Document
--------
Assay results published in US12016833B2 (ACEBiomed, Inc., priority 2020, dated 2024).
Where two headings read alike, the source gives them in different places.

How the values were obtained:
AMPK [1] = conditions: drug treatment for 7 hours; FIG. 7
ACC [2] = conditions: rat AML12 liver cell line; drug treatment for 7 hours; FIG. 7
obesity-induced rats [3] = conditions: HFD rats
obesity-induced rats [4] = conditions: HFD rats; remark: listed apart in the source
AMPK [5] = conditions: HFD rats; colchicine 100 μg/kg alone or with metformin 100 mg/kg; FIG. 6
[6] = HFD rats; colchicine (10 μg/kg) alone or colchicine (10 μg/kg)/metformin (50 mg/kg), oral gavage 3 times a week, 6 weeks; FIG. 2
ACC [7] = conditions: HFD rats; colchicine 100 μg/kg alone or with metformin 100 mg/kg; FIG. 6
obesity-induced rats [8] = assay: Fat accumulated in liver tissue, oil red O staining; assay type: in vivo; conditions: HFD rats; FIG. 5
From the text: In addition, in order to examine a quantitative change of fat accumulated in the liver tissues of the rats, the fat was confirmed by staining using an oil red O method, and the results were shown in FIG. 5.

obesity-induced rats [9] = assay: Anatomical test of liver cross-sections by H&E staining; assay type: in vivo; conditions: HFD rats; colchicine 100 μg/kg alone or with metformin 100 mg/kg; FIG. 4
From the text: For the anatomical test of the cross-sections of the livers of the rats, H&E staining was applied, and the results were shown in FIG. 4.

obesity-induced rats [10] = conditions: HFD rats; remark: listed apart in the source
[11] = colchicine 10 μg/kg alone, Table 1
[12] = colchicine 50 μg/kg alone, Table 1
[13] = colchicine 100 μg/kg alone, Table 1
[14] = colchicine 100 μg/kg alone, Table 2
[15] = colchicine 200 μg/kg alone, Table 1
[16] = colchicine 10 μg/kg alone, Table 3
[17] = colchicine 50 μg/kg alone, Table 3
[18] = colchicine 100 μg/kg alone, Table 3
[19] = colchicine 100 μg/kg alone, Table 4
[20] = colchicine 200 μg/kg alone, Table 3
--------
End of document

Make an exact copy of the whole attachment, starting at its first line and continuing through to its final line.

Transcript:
Assay results published in US12016833B2 (ACEBiomed, Inc., priority 2020, dated 2024).
Where two headings read alike, the source gives them in different places.

How the values were obtained:
AMPK [1] = conditions: drug treatment for 7 hours; FIG. 7
ACC [2] = conditions: rat AML12 liver cell line; drug treatment for 7 hours; FIG. 7
obesity-induced rats [3] = conditions: HFD rats
obesity-induced rats [4] = conditions: HFD rats; remark: listed apart in the source
AMPK [5] = conditions: HFD rats; colchicine 100 μg/kg alone or with metformin 100 mg/kg; FIG. 6
[6] = HFD rats; colchicine (10 μg/kg) alone or colchicine (10 μg/kg)/metformin (50 mg/kg), oral gavage 3 times a week, 6 weeks; FIG. 2
ACC [7] = conditions: HFD rats; colchicine 100 μg/kg alone or with metformin 100 mg/kg; FIG. 6
obesity-induced rats [8] = assay: Fat accumulated in liver tissue, oil red O staining; assay type: in vivo; conditions: HFD rats; FIG. 5
From the text: In addition, in order to examine a quantitative change of fat accumulated in the liver tissues of the rats, the fat was confirmed by staining using an oil red O method, and the results were shown in FIG. 5.

obesity-induced rats [9] = assay: Anatomical test of liver cross-sections by H&E staining; assay type: in vivo; conditions: HFD rats; colchicine 100 μg/kg alone or with metformin 100 mg/kg; FIG. 4
From the text: For the anatomical test of the cross-sections of the livers of the rats, H&E staining was applied, and the results were shown in FIG. 4.

obesity-induced rats [10] = conditions: HFD rats; remark: listed apart in the source
[11] = colchicine 10 μg/kg alone, Table 1
[12] = colchicine 50 μg/kg alone, Table 1
[13] = colchicine 100 μg/kg alone, Table 1
[14] = colchicine 100 μg/kg alone, Table 2
[15] = colchicine 200 μg/kg alone, Table 1
[16] = colchicine 10 μg/kg alone, Table 3
[17] = colchicine 50 μg/kg alone, Table 3
[18] = colchicine 100 μg/kg alone, Table 3
[19] = colchicine 100 μg/kg alone, Table 4
[20] = colchicine 200 μg/kg alone, Table 3